DEAL: For $25 - Add A Second Phone Number To Your Smartphone for life! Use promo code SLASHDOT25. Also, Slashdot's Facebook page has a chat bot now. Message it for stories and more. Check out the new SourceForge HTML5 Internet speed test! ×
Botnet

Developer of BrickerBot Malware Claims He Destroyed Over Two Million Devices (bleepingcomputer.com) 86

An anonymous reader writes: In an interview today, the author of BrickerBot, a malware that bricks IoT and networking devices, claimed he destroyed over 2 million devices, but he never intended to do so in the first place. His intentions were to fight the rising number of IoT botnets that were used to launch DDoS attacks last year, such as Gafgyt and Mirai. He says he created BrickerBot with 84 routines that try to secure devices so they can't be taken over by Mirai and other malware. Nevertheless, he realized that some devices are so badly designed that he could never protect them. He says that for these, he created a "Plan B," which meant deleting the device's storage, effectively bricking the device. His identity was revealed after a reporter received an anonymous tip about a HackForum users claiming he was destroying IoT devices since last November, just after BrickerBot appeared. When contacted, BrickerBot's author revealed that the malware is a personal project which he calls "Internet Chemotherapy" and he's "the doctor" who will kill all the cancerous unsecured IoT devices.
Cloud

Leaked Document Sheds Light On Microsoft's Chromebook Rival (windowscentral.com) 89

Microsoft has announced plans to host an event next month where it is expected to unveil Windows 10 Cloud operating system. Microsoft will be positioning the new OS as a competitor to Chrome OS, according to several reports. Windows Central has obtained an internal document which sheds light on the kind of devices that will be running Windows 10 Cloud. The hardware requirement that Microsoft has set for third-party OEMs is as follows: 1. Quad-core (Celeron or better) processor.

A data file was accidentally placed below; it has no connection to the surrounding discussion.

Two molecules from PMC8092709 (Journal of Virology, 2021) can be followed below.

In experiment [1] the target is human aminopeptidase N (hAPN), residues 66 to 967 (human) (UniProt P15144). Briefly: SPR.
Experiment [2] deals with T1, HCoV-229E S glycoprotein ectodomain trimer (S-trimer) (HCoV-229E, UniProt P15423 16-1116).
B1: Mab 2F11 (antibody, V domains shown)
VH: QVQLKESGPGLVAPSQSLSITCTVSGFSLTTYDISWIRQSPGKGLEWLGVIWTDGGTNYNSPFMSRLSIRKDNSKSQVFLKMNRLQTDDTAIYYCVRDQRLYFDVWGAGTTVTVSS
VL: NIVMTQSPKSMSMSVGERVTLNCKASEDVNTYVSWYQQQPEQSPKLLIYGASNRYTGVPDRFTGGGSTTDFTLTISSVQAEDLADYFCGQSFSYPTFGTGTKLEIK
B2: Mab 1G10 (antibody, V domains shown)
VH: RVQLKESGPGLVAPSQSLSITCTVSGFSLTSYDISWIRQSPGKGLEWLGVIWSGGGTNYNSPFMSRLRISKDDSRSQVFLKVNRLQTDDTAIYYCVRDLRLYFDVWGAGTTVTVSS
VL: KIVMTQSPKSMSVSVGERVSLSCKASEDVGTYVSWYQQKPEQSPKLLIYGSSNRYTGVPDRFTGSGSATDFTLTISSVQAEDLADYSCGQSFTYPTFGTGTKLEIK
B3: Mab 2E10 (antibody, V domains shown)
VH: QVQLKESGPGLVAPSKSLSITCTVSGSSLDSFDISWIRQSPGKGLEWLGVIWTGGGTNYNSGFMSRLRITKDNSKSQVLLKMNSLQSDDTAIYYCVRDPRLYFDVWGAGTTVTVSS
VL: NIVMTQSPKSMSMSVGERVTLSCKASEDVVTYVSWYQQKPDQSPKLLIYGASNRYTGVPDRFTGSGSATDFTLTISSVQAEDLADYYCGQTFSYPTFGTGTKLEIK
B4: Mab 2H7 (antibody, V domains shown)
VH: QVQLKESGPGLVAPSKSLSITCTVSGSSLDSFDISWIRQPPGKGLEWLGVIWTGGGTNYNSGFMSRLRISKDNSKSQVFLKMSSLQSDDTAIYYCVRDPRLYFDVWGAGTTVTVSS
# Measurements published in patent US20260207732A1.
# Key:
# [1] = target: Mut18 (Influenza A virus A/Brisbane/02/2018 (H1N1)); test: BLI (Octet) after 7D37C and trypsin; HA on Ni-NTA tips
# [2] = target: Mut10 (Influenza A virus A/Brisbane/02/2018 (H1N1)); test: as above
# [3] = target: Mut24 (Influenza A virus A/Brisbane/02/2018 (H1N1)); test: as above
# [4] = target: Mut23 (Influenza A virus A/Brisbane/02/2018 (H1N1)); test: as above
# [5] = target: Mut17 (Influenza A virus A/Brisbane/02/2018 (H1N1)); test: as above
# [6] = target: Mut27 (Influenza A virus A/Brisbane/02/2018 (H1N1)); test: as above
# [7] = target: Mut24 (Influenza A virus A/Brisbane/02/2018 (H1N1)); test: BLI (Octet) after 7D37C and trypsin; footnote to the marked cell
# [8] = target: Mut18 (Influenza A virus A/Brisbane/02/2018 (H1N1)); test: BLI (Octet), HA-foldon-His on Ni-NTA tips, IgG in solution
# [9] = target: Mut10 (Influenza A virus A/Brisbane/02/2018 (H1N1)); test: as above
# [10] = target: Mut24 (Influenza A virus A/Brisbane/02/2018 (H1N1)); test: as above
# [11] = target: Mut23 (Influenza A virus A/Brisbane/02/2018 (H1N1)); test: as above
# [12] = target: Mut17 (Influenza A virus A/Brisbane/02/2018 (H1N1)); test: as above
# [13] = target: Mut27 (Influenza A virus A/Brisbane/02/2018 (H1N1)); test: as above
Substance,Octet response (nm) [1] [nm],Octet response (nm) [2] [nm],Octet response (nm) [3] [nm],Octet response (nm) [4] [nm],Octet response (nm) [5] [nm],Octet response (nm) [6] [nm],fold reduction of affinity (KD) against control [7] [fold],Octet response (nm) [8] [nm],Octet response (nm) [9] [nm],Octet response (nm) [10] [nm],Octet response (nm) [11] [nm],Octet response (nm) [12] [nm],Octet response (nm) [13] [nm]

2. 4GB of RAM.
3. 32GB of storage (64GB for 64-bit). 4. A battery larger than 40 WHr.
5. Fast eMMC or solid state drive (SSD) for storage technology.
6. Pen and touch (optional).
The report adds that Microsoft wants these laptops to offer over 10-hour of battery life, and the "cold boot" should not take longer than 20 seconds.
Windows

File System Improvements To the Windows Subsystem for Linux (microsoft.com) 108

An anonymous reader shares a new article published on MSDN: In the latest Windows Insider build, the Windows Subsystem for Linux (WSL) now allows you to manually mount Windows drives using the DrvFs file system. Previously, WSL would automatically mount all fixed NTFS drives when you launch Bash, but there was no support for mounting additional storage like removable drives or network locations. Now, not only can you manually mount any drives on your system, we've also added support for other file systems such as FAT, as well as mounting network locations. This enables you to access any drive, including removable USB sticks or CDs, and any network location you can reach in Windows all from within WSL.
Transportation

Toyota Unveils Plan For Hydrogen Powered Semi Truck (rdmag.com) 152

New submitter omaha393 quotes a report from R&D Magazine: Toyota announced a new initiative on Wednesday aimed at advancing its work in vehicles powered by alternative energy sources. The automaker unveiled Project Portal, which is a novel hydrogen fuel cell system designed for heavy duty truck use at the Port of Los Angeles. A proof-of-concept truck powered by this fuel cell will be part of a feasibility study held at the Port this summer, with the goal of examining the potential of this technology in heavy-duty applications. The test vehicle will produce more than 670 horsepower and 1,325 pound feet of torque from two of these novel fuel cell stacks along with a 12kWh battery. Overall, the combined weight capacity is 80,000 pounds that will be carried over 200 miles.